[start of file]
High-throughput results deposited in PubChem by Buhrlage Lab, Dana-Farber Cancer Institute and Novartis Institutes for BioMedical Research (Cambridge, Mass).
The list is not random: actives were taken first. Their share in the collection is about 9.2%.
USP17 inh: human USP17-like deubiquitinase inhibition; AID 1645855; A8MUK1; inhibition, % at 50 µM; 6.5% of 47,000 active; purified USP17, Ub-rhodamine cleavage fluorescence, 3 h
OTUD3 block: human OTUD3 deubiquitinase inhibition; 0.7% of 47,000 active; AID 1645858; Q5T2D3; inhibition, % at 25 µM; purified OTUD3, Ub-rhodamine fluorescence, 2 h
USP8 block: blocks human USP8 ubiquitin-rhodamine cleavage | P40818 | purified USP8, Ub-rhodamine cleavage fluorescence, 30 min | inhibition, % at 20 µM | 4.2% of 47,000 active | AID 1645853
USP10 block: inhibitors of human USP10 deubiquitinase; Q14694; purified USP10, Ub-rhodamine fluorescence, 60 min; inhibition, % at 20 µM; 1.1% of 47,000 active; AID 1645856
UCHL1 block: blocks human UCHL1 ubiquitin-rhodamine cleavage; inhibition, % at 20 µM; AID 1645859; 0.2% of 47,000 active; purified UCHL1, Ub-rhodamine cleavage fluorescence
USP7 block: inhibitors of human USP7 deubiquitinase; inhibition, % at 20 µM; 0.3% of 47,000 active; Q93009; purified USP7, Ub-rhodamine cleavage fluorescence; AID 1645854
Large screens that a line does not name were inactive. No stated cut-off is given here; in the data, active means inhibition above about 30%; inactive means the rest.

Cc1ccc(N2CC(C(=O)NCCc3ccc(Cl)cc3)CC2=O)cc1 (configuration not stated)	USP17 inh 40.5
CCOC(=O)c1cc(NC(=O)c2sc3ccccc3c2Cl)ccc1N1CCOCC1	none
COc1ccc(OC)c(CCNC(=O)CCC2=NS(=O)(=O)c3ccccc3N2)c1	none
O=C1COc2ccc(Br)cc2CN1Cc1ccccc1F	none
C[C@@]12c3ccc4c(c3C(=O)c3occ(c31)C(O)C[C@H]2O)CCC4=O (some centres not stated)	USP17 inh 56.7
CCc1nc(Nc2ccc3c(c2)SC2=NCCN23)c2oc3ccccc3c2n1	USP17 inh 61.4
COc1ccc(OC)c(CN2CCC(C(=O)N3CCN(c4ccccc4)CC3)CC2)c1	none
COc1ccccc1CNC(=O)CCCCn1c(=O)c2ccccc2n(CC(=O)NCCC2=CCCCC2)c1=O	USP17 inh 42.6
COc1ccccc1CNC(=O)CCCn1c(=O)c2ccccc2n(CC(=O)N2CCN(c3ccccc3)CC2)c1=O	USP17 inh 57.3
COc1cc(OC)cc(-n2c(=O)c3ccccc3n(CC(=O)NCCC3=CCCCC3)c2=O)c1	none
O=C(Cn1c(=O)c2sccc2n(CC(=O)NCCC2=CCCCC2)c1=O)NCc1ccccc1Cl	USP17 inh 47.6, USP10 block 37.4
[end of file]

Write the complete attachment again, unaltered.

High-throughput results deposited in PubChem by Buhrlage Lab, Dana-Farber Cancer Institute and Novartis Institutes for BioMedical Research (Cambridge, Mass).
The list is not random: actives were taken first. Their share in the collection is about 9.2%.
USP17 inh: human USP17-like deubiquitinase inhibition; AID 1645855; A8MUK1; inhibition, % at 50 µM; 6.5% of 47,000 active; purified USP17, Ub-rhodamine cleavage fluorescence, 3 h
OTUD3 block: human OTUD3 deubiquitinase inhibition; 0.7% of 47,000 active; AID 1645858; Q5T2D3; inhibition, % at 25 µM; purified OTUD3, Ub-rhodamine fluorescence, 2 h
USP8 block: blocks human USP8 ubiquitin-rhodamine cleavage | P40818 | purified USP8, Ub-rhodamine cleavage fluorescence, 30 min | inhibition, % at 20 µM | 4.2% of 47,000 active | AID 1645853
USP10 block: inhibitors of human USP10 deubiquitinase; Q14694; purified USP10, Ub-rhodamine fluorescence, 60 min; inhibition, % at 20 µM; 1.1% of 47,000 active; AID 1645856
UCHL1 block: blocks human UCHL1 ubiquitin-rhodamine cleavage; inhibition, % at 20 µM; AID 1645859; 0.2% of 47,000 active; purified UCHL1, Ub-rhodamine cleavage fluorescence
USP7 block: inhibitors of human USP7 deubiquitinase; inhibition, % at 20 µM; 0.3% of 47,000 active; Q93009; purified USP7, Ub-rhodamine cleavage fluorescence; AID 1645854
Large screens that a line does not name were inactive. No stated cut-off is given here; in the data, active means inhibition above about 30%; inactive means the rest.

Cc1ccc(N2CC(C(=O)NCCc3ccc(Cl)cc3)CC2=O)cc1 (configuration not stated)	USP17 inh 40.5
CCOC(=O)c1cc(NC(=O)c2sc3ccccc3c2Cl)ccc1N1CCOCC1	none
COc1ccc(OC)c(CCNC(=O)CCC2=NS(=O)(=O)c3ccccc3N2)c1	none
O=C1COc2ccc(Br)cc2CN1Cc1ccccc1F	none
C[C@@]12c3ccc4c(c3C(=O)c3occ(c31)C(O)C[C@H]2O)CCC4=O (some centres not stated)	USP17 inh 56.7
CCc1nc(Nc2ccc3c(c2)SC2=NCCN23)c2oc3ccccc3c2n1	USP17 inh 61.4
COc1ccc(OC)c(CN2CCC(C(=O)N3CCN(c4ccccc4)CC3)CC2)c1	none
COc1ccccc1CNC(=O)CCCCn1c(=O)c2ccccc2n(CC(=O)NCCC2=CCCCC2)c1=O	USP17 inh 42.6
COc1ccccc1CNC(=O)CCCn1c(=O)c2ccccc2n(CC(=O)N2CCN(c3ccccc3)CC2)c1=O	USP17 inh 57.3
COc1cc(OC)cc(-n2c(=O)c3ccccc3n(CC(=O)NCCC3=CCCCC3)c2=O)c1	none
O=C(Cn1c(=O)c2sccc2n(CC(=O)NCCC2=CCCCC2)c1=O)NCc1ccccc1Cl	USP17 inh 47.6, USP10 block 37.4